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3435 Exclusion of Patients Living with Chronic Viral Infections and Underrepresentation of Ethnic Minorities in Diffuse Large B-Cell Lymphoma Clinical Trials

Program: Oral and Poster Abstracts
Session: 902. Health Services Research—Malignant Conditions (Lymphoid Disease): Poster III
Hematology Disease Topics & Pathways:
Adult, Diseases, B-Cell Lymphoma, Lymphoid Malignancies, Study Population
Monday, December 7, 2020, 7:00 AM-3:30 PM

Stephanie Boisclair, MD1, Richie Uba, PharmD2*, Amanda Brahim, PharmD3*, Fernando Vargas Madueno, MD4*, Julio C. Chavez, MD5 and Jose Sandoval-Sus, MD4

1Internal Medicine Residency, Memorial Healthcare System, Pembroke Pines, FL
2Florida A&M University College of Pharmacy and Pharmaceutical Sciences, Davie, FL
3Department of Pharmacy, Memorial Hospital West, Pembroke Pines, FL
4Department of Malignant Hematology and Cellular Therapy at Memorial Healthcare System, Moffitt Cancer Center, Pembroke Pines, FL
5Division of Malignant Hematology, H. Lee Moffitt Cancer Center and Research Institute, Lutz, FL


There is a substantial underrepresentation of ethnic minorities within oncology studies. Specifically, Black, Asian and Hispanic patients have a low participation rate in US based randomized clinical trials (RCT). Furthermore, patients living with HIV (PLWH) or chronic viral hepatitis are often systematically excluded from these studies. Diffuse large B-cell lymphoma (DLBCL) is one of the most common malignancies associated with HIV and viral hepatitis. Given these characteristics, it is imperative that studies reporting on safety and efficacy of new treatments mirror real-world populations.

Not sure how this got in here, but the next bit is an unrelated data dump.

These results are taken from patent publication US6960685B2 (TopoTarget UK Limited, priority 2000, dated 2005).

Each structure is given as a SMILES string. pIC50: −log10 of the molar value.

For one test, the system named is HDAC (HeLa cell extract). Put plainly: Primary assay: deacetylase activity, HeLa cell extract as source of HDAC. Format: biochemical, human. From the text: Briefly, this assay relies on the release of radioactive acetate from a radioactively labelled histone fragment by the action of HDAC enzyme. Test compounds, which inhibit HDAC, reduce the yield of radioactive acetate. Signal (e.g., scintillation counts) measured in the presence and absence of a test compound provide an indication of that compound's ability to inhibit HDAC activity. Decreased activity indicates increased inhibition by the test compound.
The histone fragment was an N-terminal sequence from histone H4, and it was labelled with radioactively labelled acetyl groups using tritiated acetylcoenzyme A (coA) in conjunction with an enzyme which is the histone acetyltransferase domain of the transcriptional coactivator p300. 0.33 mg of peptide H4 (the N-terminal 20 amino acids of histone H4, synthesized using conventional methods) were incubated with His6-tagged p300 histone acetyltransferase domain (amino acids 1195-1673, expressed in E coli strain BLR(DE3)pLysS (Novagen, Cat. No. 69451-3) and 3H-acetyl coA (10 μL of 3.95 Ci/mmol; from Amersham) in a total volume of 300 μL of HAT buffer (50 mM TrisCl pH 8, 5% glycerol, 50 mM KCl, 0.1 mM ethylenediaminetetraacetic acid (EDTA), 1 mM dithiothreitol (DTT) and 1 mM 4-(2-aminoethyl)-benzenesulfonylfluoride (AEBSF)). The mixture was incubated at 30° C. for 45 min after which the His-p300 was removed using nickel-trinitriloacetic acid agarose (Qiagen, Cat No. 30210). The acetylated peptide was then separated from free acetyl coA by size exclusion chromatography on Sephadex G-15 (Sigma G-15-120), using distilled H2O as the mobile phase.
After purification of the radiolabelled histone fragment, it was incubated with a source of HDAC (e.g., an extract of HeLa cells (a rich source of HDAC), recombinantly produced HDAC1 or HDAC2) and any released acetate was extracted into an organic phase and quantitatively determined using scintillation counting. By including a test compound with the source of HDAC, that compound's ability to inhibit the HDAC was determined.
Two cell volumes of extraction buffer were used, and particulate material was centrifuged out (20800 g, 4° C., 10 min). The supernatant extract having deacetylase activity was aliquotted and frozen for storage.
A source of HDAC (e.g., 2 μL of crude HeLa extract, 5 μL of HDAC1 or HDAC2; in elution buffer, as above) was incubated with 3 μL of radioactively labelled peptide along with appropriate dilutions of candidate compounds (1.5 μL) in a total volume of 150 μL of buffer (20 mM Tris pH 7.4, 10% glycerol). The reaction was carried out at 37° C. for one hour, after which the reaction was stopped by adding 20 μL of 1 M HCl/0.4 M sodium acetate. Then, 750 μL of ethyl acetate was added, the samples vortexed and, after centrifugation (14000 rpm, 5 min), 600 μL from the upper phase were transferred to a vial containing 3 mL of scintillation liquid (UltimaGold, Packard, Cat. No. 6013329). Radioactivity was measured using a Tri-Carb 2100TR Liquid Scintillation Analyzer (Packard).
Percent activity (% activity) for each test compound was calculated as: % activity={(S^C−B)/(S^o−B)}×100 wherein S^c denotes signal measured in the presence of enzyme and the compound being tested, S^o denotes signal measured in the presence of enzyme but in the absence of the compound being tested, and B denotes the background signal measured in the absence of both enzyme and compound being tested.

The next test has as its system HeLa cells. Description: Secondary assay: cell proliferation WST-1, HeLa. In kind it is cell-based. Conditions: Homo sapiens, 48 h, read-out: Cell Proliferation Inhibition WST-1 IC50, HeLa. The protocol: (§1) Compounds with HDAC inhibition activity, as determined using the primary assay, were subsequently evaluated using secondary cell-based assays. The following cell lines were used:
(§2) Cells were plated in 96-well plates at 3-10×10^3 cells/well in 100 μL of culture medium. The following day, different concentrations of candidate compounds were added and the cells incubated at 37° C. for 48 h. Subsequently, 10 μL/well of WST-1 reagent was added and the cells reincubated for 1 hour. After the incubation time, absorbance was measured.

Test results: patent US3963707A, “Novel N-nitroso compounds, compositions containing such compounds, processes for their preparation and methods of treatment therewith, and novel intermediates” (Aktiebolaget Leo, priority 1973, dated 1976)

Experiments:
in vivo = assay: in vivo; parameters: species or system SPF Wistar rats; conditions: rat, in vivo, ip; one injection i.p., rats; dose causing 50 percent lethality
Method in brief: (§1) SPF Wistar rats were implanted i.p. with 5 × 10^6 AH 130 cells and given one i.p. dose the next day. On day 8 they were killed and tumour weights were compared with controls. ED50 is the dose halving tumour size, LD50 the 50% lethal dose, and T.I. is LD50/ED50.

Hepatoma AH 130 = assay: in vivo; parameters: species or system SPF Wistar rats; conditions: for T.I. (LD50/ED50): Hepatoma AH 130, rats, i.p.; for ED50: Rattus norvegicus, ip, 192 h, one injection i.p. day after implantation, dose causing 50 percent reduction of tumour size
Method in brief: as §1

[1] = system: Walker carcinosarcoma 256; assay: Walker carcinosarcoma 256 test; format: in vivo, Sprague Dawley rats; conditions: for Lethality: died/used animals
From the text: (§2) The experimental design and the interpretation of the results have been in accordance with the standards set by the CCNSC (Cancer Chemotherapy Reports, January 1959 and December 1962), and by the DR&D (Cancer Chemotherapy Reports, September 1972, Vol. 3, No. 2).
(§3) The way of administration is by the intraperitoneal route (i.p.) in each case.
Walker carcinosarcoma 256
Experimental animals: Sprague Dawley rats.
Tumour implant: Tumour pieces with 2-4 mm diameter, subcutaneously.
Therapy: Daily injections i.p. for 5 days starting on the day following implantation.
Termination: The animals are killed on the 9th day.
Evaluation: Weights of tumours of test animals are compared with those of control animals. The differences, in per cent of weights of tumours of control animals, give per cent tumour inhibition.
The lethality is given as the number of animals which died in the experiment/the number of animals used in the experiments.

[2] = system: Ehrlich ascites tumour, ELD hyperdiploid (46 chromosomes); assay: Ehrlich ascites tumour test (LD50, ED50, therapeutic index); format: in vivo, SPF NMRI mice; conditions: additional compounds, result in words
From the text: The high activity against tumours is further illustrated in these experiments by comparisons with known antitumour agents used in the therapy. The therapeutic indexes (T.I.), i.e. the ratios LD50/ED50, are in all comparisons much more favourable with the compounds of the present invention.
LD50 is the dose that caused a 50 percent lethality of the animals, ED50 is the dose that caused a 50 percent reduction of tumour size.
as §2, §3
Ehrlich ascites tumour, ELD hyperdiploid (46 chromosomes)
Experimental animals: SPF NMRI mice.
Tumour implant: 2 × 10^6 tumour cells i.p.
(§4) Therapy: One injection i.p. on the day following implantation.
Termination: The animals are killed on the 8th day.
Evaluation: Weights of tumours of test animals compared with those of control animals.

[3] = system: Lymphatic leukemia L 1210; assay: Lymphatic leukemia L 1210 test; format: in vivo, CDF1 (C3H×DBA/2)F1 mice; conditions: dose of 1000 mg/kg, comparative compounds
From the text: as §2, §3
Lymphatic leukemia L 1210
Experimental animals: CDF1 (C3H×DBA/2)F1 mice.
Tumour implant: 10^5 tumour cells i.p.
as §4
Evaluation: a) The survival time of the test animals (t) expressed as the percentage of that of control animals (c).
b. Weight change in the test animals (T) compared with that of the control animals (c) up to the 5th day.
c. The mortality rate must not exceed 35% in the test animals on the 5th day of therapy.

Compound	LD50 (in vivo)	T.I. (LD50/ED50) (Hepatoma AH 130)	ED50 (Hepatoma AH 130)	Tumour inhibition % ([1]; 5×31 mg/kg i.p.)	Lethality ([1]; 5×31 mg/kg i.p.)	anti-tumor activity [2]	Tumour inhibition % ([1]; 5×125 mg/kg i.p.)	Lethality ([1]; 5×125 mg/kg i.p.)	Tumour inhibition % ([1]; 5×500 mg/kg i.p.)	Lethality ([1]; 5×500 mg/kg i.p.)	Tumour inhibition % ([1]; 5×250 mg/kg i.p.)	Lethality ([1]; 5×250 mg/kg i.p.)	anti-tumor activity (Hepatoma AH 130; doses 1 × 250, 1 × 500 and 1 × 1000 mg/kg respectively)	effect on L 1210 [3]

The primary objective of our study was to describe the demographic characteristics of patients who have participated in DLBCL phase II and III randomized US clinical trials; evaluating each group’s enrollment fraction compared to US DLBCL prevalence. The secondary objective was analyzing the inclusion of PLWH and chronic viral hepatitis in US based DLBCL RCT.

Methods and Measures:

We queried PubMed, ClinicalTrials.gov, as well as ASCO and ASH meeting abstracts for phase II and III RCTs on DLBCL from 2000 to 2020, including chimeric antigen receptor T cells (CAR-T) therapy studies. Trials that did not report race and ethnicity or recruited outside of the US were excluded. We analyzed enrollment data and compared to DLBCL prevalence demographics obtained from the SEER 18 Registries. Enrollment fraction (EF) is defined as the number of trial enrollees divided by the estimated US prevalence of DLBCL.


We identified 51 trials between 2000 and 2020 with only 25 (49%) studies reporting race and ethnicity. Only 9 trials enrolled solely in the US which comprised of 763 patients. Compared with an EF of 1.88% among Non-Hispanic whites, lower EF was noted in Blacks (1.08%; P=0.0009), Hispanics (0.71; P=<0.0001) and Asian patients (0.71%; P=<0.0001). The EF of patients < 65 years old was significantly higher than those aged 65 or more (1.2 vs 0.79%, P=<0.0001). The EF of males and females was 1.8 vs 1.4%, respectively (P=0.001). PLWH and/or chronic viral hepatitis were excluded in 89% and 67% of the clinical trials analyzed (Table 1).


US based clinical trials for DLBCL have significant underrepresentation of Hispanic, Black and Asian patients. Moreover, despite being commonly associated with HIV and chronic viral hepatitis, patients with these comorbidities are typically excluded from clinical trials. Pharmacoethnicity, ethnic differences in susceptibility to the effects of therapy, remains a challenge in oncology because clinical trials have significant underrepresentation of minorities. Efforts are needed to address the ascertainment bias and improve external validity of RCTs in DLCBL. Reasons for clinical trial underrepresentation are complex and multifactorial including lack of access, cultural differences and healthcare system mistrust. Healthcare professionals must address the inequalities through awareness and education with the objective of increasing enrollment of minorities in clinical trials. Although there have been efforts to increase enrollment of patients with HIV and chronic viral hepatitis in clinical trials, it remains inadequate. In accordance to recent recommendations by the FDA, investigators should consider having a predefined plan for inclusion of such patients.

Disclosures: Sandoval-Sus: Massive Bio: Consultancy; Janssen: Consultancy; MorphoSys US: Consultancy; Celgene: Speakers Bureau.

*signifies non-member of ASH